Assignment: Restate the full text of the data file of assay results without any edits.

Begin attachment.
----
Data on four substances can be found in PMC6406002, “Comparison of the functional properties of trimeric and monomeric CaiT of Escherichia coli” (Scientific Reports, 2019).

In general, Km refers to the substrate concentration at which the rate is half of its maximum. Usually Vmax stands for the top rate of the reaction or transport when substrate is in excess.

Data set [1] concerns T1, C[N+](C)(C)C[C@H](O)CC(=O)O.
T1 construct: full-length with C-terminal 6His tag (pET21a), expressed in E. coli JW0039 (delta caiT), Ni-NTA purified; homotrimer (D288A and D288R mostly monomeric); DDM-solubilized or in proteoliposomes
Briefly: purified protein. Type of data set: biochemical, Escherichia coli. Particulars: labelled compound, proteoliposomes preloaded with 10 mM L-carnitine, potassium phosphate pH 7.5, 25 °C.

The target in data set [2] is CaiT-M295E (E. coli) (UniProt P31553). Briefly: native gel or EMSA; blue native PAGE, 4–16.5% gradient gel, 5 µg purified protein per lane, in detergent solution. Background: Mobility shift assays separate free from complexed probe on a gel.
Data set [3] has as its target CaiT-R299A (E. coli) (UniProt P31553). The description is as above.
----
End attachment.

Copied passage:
Data on four substances can be found in PMC6406002, “Comparison of the functional properties of trimeric and monomeric CaiT of Escherichia coli” (Scientific Reports, 2019).

In general, Km refers to the substrate concentration at which the rate is half of its maximum. Usually Vmax stands for the top rate of the reaction or transport when substrate is in excess.

Data set [1] concerns T1, C[N+](C)(C)C[C@H](O)CC(=O)O.
T1 construct: full-length with C-terminal 6His tag (pET21a), expressed in E. coli JW0039 (delta caiT), Ni-NTA purified; homotrimer (D288A and D288R mostly monomeric); DDM-solubilized or in proteoliposomes
Briefly: purified protein. Type of data set: biochemical, Escherichia coli. Particulars: labelled compound, proteoliposomes preloaded with 10 mM L-carnitine, potassium phosphate pH 7.5, 25 °C.

The target in data set [2] is CaiT-M295E (E. coli) (UniProt P31553). Briefly: native gel or EMSA; blue native PAGE, 4–16.5% gradient gel, 5 µg purified protein per lane, in detergent solution. Background: Mobility shift assays separate free from complexed probe on a gel.
Data set [3] has as its target CaiT-R299A (E. coli) (UniProt P31553). The description is as above.